Jerome Lettvin
Jerry Lettvin worked at MIT in times when teaching and research were more flexible. He taught an afternoon class in the history of science that went on for hours because he paid no attention to the time. It was so popular that students would pack a lunch, bring their girl friends, and spend the afternoon listening to him.

Jerry won acclaim for being the first person to measure the electric impulse from fine neurons. His work was published in a paper titled "What the Frog's Eye Tells the Frog's Brain" that has since become one of the most famous publications in the field.

I first met him in the 1970's when a friend and I walked into Jerry's office, unfamiliar and unannounced, and told him that we had heard that he could tell us something useful about science. The second time I saw him was in 2007, 25 years later when I spoke to him and his wife Maggie for this interview at their home outside of Boston.

Afterward: Jerry Lettvin died on Saturday April 23rd, 2011.

Interview Excerpts
Read the full interview :
"I started out as a poet and became a physician, then became an electrical engineer, then a neurobiologist. It was never with any sense of searching for what people wanted to know. It was just to understand the thing that I was looking at in a way that made sense. That is a far more difficult job than writing equations…"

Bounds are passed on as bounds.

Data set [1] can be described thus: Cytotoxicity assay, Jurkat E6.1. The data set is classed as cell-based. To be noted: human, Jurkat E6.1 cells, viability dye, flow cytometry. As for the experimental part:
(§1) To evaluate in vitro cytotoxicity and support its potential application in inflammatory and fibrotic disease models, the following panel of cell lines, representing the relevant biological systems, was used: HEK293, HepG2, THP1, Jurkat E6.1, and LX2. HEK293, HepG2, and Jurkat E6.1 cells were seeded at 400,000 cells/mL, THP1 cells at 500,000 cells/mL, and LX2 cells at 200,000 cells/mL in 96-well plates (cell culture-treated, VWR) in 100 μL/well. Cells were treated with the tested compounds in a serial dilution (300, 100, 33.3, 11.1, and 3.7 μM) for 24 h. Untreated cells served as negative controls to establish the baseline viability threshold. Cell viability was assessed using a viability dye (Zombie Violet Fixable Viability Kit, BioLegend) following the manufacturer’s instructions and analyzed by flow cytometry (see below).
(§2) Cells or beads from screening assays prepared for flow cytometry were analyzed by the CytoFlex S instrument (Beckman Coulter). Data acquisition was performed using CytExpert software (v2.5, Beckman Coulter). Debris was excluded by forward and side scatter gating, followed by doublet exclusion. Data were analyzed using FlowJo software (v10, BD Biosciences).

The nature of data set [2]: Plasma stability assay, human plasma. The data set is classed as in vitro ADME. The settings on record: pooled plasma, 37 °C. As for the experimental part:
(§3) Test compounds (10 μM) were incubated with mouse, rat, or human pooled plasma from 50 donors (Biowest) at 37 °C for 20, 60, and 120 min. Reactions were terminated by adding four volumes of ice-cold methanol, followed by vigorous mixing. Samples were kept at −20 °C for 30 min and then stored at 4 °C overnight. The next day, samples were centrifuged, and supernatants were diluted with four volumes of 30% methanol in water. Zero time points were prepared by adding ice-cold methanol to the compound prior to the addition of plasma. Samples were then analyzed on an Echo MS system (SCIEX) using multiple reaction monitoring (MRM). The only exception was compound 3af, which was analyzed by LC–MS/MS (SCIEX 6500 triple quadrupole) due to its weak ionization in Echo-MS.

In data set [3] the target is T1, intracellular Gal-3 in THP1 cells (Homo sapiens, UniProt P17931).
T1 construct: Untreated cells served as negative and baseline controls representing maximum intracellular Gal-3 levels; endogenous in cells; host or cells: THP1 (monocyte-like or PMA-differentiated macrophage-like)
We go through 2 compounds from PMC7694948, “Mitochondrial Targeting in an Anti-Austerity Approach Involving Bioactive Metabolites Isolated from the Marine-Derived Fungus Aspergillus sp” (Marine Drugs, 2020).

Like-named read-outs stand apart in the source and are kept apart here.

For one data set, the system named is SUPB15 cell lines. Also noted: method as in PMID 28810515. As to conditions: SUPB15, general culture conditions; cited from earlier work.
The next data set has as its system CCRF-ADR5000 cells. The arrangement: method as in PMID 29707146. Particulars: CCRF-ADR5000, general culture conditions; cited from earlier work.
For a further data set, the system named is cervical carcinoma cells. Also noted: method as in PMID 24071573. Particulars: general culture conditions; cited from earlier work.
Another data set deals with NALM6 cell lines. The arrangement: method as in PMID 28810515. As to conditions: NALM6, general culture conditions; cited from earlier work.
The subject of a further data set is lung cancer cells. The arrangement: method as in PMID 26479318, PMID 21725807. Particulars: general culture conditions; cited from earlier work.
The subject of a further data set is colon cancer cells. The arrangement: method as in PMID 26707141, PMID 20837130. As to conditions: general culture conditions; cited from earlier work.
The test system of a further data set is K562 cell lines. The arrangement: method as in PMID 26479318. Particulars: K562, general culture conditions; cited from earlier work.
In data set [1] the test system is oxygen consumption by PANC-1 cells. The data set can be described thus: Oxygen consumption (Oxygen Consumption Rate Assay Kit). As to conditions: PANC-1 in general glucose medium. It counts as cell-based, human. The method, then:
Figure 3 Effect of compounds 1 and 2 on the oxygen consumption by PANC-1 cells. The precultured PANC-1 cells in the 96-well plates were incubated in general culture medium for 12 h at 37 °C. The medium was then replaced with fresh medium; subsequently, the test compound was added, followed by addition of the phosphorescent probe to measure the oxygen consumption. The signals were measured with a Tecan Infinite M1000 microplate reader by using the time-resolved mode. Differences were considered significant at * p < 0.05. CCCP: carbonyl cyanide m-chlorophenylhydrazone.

"The interesting things were the problems: were there other ways in which you could express the problem such that analogies and concordances would pop up? It’s very much like listening to music and trying to decide what is meant doing it this way rather than that way. That is essentially the way that I’ve worked all my life. I haven’t been after prizes, just curiosity, that’s all…"

"You pass out after the first two breaths… and when you wake up it is an epiphany. Things stand out with such startling clarity that you cannot quite understand how it was that such a thing as this… was… not observed… For the next 12 hours Walter (Pitts) and I were walking in a world in which every single thing became completely clear. The clarity was the likes of which you don’t experience ordinarily… It’s at this point that curiosity overwhelms you…

"You see, you’re asking me how I go about things, I go about things in a way that has nothing to do with what universities teach. It’s very different from what universities tell you to do, what teachers tell you to do. You make it up as you go along, and god knows how it comes out; you don’t know…

"I’m a garbage picker-upper as a mode of science: I focus on the garbage truck. I look at the parts that others choose not to pay attention to. It’s interesting the number of things that are not paid attention to... absolutely astounding…"


Jerome Lettvin, at Wikipedia
Jerome Lettvin, Home Page and Memorial Page
Sorcery for Scientists, my presentation at Jerry's memorial.

Copyright © 2010, Lincoln Stoller. All rights reserved.